Continuing on my theme of recreating the sixties-era Haight-Ashbury as I actually knew it, as opposed to the mountains of hype that have been generated about it, I’m going to post some contemporary accounts – written by people who lived there – while they lived there. Let’s start with Walrus Pemmican…
I knew Walrus well. At the time of this letter, he had fallen on hard times. Nearly twenty-six years old, he had finally split for good from his beautiful wife Linda Lovely. He was living a cheap rooming house on Divisadero Street. He called it The Black Hotel. He had just lost his job at the post office when the authorities discovered he couldn’t load trucks because he had a serious heart murmur. He missed his four year old daughter desperately. He visited her nearly every night to read her bedtime story.
I guess he was feeling more on the ‘On your own with no direction home’ side of life than the ‘All you need is love’ side. He’d gone home for Christmas the day before, where someone had snapped the photo that graces this page. Today he is back on Diviz…
Hi girl –
Back in the city, I am sitting on my fire-escape in the sultry dusk overlooking Divisadero – drinking Spur malt liquor and watching curly black heads pass between my feet – what a summer day it is! Who would imagine this to be the day after Christmas! Folks drinking beer on their front steps, kids rollin by, the tops down on their convertibles, the aroma of beans and pepper drifting up to me from Bishop’s Soul Food below in the pinkening twilight. What a sweet day.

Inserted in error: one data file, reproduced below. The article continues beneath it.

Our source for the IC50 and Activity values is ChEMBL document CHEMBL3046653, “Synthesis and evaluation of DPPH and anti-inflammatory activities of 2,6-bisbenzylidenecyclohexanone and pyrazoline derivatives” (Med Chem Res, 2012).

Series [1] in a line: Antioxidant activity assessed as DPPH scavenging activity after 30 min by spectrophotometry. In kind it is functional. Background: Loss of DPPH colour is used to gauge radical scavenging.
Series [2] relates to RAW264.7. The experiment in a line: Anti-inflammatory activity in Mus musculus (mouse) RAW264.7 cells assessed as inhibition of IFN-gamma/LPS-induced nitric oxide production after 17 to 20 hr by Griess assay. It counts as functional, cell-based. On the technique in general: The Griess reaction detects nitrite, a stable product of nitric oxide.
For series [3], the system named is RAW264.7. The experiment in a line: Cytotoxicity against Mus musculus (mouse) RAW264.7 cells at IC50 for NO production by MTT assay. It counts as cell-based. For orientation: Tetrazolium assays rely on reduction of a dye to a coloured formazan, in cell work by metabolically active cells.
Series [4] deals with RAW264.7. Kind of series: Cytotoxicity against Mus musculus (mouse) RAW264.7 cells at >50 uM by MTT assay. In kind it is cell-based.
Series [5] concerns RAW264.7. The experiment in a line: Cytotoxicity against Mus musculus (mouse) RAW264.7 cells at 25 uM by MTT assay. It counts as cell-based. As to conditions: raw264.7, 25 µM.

Today I ran errands – I stirred up the dust in my room and reshuffled my books and pencils and tapes, then ran down to Market St. – walking up and down in the December heat, doing errands – took my old Smith-Corona to be cleaned and repaired – $17.50 it will be, then to the bank, deposited my P.O. wages $151 dollars – it will be gone in 4 days, I’ll pay some bills, give you some bread, and phoosh, gone – but that’s all right, ma.
The girl at the bank window knows me, she tells me about her real five-course American dinner (she’s Greek), then back up steaming Market St. I stop to eat some pineapple cottage cheese in front of the laundromat, and wander into all those hi-fi stores, to stare at things I lust for – 500 tape recorders you can stick in your pocket and catch the lion’s roar, the smirk of the savant – I visit Gyro Gearloose (ed. note: Rodney Albin) in his shop, making an electric violin, his ability with his hands fascinates me, I feel out of place in a place of hands, he shows me his latest lovely dulcimer, plaintive, hearts carved into the wood…
This day – I visit John Chance, but he is not home, so I walk through the magic Panhandle – every tree is golden today, every shape perfect, a park for lovers – I meet Peter Albin, he is going to play with Chuck Berry this weekend, to me it seems like a great honor but he takes it in his stride – used to playing with the great I guess – His wife, Cynthia, is dressed in an amazing violet Pucci print and looks twelve months pregnant, she stands apart, waiting for Peter to finish his jiving, then they walk on through the golden day. I walk on, stop at Diane Warne’s; not home.
So now I sit in the deepening day. It’s purple now, and I feel Spur in my brain. Saxophones cry up from below – I love you woman – Tell me your day now.
I wonder if Walrus ever got that tape recorder that would capture ‘the smirk of the savant’. It must have been really sensitive.